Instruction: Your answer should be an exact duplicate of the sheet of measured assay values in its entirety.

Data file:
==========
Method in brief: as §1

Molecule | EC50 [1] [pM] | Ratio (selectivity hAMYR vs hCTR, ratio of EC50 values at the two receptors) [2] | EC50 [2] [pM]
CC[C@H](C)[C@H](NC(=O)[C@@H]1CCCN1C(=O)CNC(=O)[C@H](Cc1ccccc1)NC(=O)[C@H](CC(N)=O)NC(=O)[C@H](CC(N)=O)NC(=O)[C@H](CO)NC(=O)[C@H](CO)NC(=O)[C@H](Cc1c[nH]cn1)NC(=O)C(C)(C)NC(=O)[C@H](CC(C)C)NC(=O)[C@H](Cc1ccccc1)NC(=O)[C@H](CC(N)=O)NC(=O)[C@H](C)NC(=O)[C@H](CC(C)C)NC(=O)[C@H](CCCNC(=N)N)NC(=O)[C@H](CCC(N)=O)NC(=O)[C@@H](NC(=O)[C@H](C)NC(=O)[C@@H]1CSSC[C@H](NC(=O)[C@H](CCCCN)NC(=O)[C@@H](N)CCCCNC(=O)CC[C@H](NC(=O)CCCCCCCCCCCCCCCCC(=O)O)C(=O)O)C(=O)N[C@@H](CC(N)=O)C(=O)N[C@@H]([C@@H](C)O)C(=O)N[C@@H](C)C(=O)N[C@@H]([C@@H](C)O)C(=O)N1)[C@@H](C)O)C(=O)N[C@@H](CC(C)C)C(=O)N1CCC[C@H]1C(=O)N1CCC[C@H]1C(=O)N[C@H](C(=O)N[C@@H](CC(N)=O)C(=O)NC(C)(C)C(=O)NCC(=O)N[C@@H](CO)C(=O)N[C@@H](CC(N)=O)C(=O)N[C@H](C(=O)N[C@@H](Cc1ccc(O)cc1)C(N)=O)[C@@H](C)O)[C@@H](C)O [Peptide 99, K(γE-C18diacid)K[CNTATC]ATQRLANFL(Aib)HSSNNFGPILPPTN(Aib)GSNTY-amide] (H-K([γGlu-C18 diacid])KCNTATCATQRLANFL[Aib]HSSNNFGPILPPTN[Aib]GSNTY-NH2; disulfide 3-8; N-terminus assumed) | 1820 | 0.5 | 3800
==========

Method in brief: as §1

Molecule | EC50 [1] [pM] | Ratio (selectivity hAMYR vs hCTR, ratio of EC50 values at the two receptors) [2] | EC50 [2] [pM]
CC[C@H](C)[C@H](NC(=O)[C@@H]1CCCN1C(=O)CNC(=O)[C@H](Cc1ccccc1)NC(=O)[C@H](CC(N)=O)NC(=O)[C@H](CC(N)=O)NC(=O)[C@H](CO)NC(=O)[C@H](CO)NC(=O)[C@H](Cc1c[nH]cn1)NC(=O)C(C)(C)NC(=O)[C@H](CC(C)C)NC(=O)[C@H](Cc1ccccc1)NC(=O)[C@H](CC(N)=O)NC(=O)[C@H](C)NC(=O)[C@H](CC(C)C)NC(=O)[C@H](CCCNC(=N)N)NC(=O)[C@H](CCC(N)=O)NC(=O)[C@@H](NC(=O)[C@H](C)NC(=O)[C@@H]1CSSC[C@H](NC(=O)[C@H](CCCCN)NC(=O)[C@@H](N)CCCCNC(=O)CC[C@H](NC(=O)CCCCCCCCCCCCCCCCC(=O)O)C(=O)O)C(=O)N[C@@H](CC(N)=O)C(=O)N[C@@H]([C@@H](C)O)C(=O)N[C@@H](C)C(=O)N[C@@H]([C@@H](C)O)C(=O)N1)[C@@H](C)O)C(=O)N[C@@H](CC(C)C)C(=O)N1CCC[C@H]1C(=O)N1CCC[C@H]1C(=O)N[C@H](C(=O)N[C@@H](CC(N)=O)C(=O)NC(C)(C)C(=O)NCC(=O)N[C@@H](CO)C(=O)N[C@@H](CC(N)=O)C(=O)N[C@H](C(=O)N[C@@H](Cc1ccc(O)cc1)C(N)=O)[C@@H](C)O)[C@@H](C)O [Peptide 99, K(γE-C18diacid)K[CNTATC]ATQRLANFL(Aib)HSSNNFGPILPPTN(Aib)GSNTY-amide] (H-K([γGlu-C18 diacid])KCNTATCATQRLANFL[Aib]HSSNNFGPILPPTN[Aib]GSNTY-NH2; disulfide 3-8; N-terminus assumed) | 1820 | 0.5 | 3800